AB109 spurs smart justice in California

Assembly Bill 109 caused a significant stir in California. Counties in CA faced a slew of new responsibilities, including managing a population of offenders they had never seen before. Since the change caused by AB109 in 2011, counties have used a variety of methods for dealing with these changes, with varying degrees of success. BI Incorporated has helped many of those counties implement programs to address challenges and have seen positive outcomes as a result.

April was National County Government month, and the theme was “Smart Justice.” Through this theme, the California State Association of Counties sought to highlight the ways counties are managing this new population of offenders. CSAC found that counties are working smarter to manage their new responsibilities.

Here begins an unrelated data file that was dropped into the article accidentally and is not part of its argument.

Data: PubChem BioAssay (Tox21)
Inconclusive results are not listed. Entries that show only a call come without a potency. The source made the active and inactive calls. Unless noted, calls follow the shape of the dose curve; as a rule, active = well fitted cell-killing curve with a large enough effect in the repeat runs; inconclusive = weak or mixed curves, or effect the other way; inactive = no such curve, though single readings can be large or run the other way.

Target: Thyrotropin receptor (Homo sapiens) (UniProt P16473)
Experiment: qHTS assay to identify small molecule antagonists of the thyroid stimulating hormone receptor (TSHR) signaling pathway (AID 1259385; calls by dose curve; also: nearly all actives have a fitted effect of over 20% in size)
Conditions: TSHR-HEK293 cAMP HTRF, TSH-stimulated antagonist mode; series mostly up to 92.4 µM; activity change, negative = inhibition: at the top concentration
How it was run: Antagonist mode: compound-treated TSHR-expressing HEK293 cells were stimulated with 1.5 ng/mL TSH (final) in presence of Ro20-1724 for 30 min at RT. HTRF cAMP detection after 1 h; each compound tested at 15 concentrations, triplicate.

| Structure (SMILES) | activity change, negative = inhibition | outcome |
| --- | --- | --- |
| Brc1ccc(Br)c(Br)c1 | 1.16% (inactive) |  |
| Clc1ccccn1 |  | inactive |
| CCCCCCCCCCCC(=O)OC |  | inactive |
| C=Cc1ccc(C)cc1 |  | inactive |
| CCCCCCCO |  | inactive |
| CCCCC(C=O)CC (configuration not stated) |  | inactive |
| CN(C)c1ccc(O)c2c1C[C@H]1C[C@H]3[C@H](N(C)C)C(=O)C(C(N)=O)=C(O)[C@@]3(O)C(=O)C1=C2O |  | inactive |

According to PublicCEO, counties are either embarking on or expanding existing programs designed to curb recidivism. Specifically, CSAC found that Glen, San Bernadino, San Mateo and San Joaquin counties – some of whom BI works with – use evidence-based practices to change criminogenic thinking patterns and alter behavior in a meaningful way.

CSAC found that while counties embark on this process in their own individualized way, the crux of their programs is similar. Offenders are assessed for their potential criminogenic factors, are offered treatment and training, and receive support in their efforts to find employment and housing. One program administrator pointed out that this approach reduces new criminal activity and costs less than sending a repeat offender back to jail. It seems smart justice truly is playing out in these and other California counties.